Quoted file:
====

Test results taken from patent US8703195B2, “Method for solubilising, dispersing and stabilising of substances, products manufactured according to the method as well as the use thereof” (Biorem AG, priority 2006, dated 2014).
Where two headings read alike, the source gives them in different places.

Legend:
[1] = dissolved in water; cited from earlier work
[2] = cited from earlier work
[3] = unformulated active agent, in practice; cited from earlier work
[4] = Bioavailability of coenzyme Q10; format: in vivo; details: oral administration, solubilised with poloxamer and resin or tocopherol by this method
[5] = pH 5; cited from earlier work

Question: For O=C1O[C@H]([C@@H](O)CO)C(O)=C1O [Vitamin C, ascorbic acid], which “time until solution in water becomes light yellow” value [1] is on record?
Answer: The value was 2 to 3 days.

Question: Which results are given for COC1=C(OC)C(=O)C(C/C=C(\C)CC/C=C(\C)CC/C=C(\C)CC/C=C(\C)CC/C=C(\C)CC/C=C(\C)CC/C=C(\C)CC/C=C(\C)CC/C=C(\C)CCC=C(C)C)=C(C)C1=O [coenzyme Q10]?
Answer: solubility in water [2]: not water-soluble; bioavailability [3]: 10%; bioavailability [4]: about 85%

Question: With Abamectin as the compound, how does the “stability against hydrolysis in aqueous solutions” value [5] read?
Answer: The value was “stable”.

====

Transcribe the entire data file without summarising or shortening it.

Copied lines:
Test results taken from patent US8703195B2, “Method for solubilising, dispersing and stabilising of substances, products manufactured according to the method as well as the use thereof” (Biorem AG, priority 2006, dated 2014).
Where two headings read alike, the source gives them in different places.

Legend:
[1] = dissolved in water; cited from earlier work
[2] = cited from earlier work
[3] = unformulated active agent, in practice; cited from earlier work
[4] = Bioavailability of coenzyme Q10; format: in vivo; details: oral administration, solubilised with poloxamer and resin or tocopherol by this method
[5] = pH 5; cited from earlier work

Question: For O=C1O[C@H]([C@@H](O)CO)C(O)=C1O [Vitamin C, ascorbic acid], which “time until solution in water becomes light yellow” value [1] is on record?
Answer: The value was 2 to 3 days.

Question: Which results are given for COC1=C(OC)C(=O)C(C/C=C(\C)CC/C=C(\C)CC/C=C(\C)CC/C=C(\C)CC/C=C(\C)CC/C=C(\C)CC/C=C(\C)CC/C=C(\C)CC/C=C(\C)CCC=C(C)C)=C(C)C1=O [coenzyme Q10]?
Answer: solubility in water [2]: not water-soluble; bioavailability [3]: 10%; bioavailability [4]: about 85%

Question: With Abamectin as the compound, how does the “stability against hydrolysis in aqueous solutions” value [5] read?
Answer: The value was “stable”.